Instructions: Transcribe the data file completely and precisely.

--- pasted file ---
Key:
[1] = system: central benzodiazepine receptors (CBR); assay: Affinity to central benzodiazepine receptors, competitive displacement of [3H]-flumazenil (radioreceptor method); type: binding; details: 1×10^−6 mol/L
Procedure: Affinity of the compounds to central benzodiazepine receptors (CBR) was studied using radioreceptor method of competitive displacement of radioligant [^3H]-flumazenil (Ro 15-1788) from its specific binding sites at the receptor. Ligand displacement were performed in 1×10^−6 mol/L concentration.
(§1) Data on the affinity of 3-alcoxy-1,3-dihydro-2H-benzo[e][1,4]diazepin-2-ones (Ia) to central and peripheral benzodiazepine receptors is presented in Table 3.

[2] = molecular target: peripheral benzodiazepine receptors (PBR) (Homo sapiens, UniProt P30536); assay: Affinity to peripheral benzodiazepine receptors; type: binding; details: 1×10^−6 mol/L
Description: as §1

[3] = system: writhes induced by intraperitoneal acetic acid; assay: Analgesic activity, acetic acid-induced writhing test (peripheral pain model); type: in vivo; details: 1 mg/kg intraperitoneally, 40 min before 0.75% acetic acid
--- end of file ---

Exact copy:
Key:
[1] = system: central benzodiazepine receptors (CBR); assay: Affinity to central benzodiazepine receptors, competitive displacement of [3H]-flumazenil (radioreceptor method); type: binding; details: 1×10^−6 mol/L
Procedure: Affinity of the compounds to central benzodiazepine receptors (CBR) was studied using radioreceptor method of competitive displacement of radioligant [^3H]-flumazenil (Ro 15-1788) from its specific binding sites at the receptor. Ligand displacement were performed in 1×10^−6 mol/L concentration.
(§1) Data on the affinity of 3-alcoxy-1,3-dihydro-2H-benzo[e][1,4]diazepin-2-ones (Ia) to central and peripheral benzodiazepine receptors is presented in Table 3.

[2] = molecular target: peripheral benzodiazepine receptors (PBR) (Homo sapiens, UniProt P30536); assay: Affinity to peripheral benzodiazepine receptors; type: binding; details: 1×10^−6 mol/L
Description: as §1

[3] = system: writhes induced by intraperitoneal acetic acid; assay: Analgesic activity, acetic acid-induced writhing test (peripheral pain model); type: in vivo; details: 1 mg/kg intraperitoneally, 40 min before 0.75% acetic acid